“Trade is the lifeblood of the global economy. We must do everything we can to keep trade flowing,” Mr Fung said. “Trade finance is drying up, and so we must come up with some measures to provide immediate relief. There is a lot that multilateral financial institutions can do in that regard.”
Mr Fung was interviewed live from Singapore by CNN’s Andrew Stevens, in Hong Kong, on the program World Business Today. Mr Stevens referred to ICC as the world business organization with “hundreds of thousands of member companies in 130 countries.”
In what CNN described as perhaps the most important global summit of our time, world leaders from 20 countries will meet Saturday in Washington, D.C., to coordinate efforts to address the worsening financial crisis and to put in place a system to prevent another major crisis from occurring.
In a statement issued yesterday, ICC called on the leaders of the G20 nations to take bold and responsible actions to restore confidence in the world economy, including bringing the Doha Round to a successful conclusion.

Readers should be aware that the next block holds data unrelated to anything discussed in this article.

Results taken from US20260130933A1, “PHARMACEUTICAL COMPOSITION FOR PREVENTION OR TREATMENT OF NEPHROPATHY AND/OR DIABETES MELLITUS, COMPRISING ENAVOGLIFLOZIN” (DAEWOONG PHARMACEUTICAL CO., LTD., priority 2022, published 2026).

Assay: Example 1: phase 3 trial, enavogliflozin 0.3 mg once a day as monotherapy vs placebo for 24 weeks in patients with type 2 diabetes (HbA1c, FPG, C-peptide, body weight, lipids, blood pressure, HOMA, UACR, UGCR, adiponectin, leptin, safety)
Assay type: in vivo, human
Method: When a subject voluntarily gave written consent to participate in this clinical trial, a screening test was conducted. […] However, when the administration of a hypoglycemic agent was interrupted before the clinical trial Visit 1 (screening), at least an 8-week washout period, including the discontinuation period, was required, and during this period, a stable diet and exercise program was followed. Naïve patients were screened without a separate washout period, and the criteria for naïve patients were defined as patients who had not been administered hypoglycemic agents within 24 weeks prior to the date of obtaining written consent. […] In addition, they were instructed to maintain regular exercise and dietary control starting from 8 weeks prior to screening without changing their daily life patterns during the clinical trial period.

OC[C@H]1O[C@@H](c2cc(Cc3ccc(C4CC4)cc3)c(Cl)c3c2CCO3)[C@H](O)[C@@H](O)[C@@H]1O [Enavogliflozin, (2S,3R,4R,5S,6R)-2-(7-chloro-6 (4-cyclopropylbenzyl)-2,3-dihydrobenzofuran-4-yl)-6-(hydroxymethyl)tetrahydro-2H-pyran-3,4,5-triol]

In addition to addressing trade, Mr Fung said in the CNN interview that ICC expects the G20 to take a series of other actions now to address the financial crisis: “The first thing that we would expect from the G20 meeting is that they would begin the process of looking for potential reforms in the financial system. It is very important to put in place concrete measures to address the current crisis. What the world needs today is a boost in confidence.”
At the same time, G20 leaders must make sure their efforts have a broad international scope, Mr Fung went on to say. “They (the G20) must have the interests of the world at large, and especially the interests of smaller developing economies.”
While Mr Fung said ICC did not anticipate the G20 this weekend to develop a ‘Bretton Woods II,” a successor to the current global monetary system, he said the G20 must nonetheless “set in motion opportunities to study questions, and align potential structural reforms.”
Further down the road, Mr Fung added there must be more engagement in the global financial system. “In the long term, there is a need for much greater participation in the global (financial) architecture,” he said.
The G20 forum promotes dialogue between advanced and emerging countries on economic growth and financial system stability. Its members are finance ministers and central bank governors from Argentina, Australia, Brazil, Canada, China, France, Germany, India, Italy, Indonesia, Japan, Mexico, Russia, Saudi Arabia, South Africa, South Korea, Turkey, the UK and the US. The World Bank and the International Monetary Fund also participate.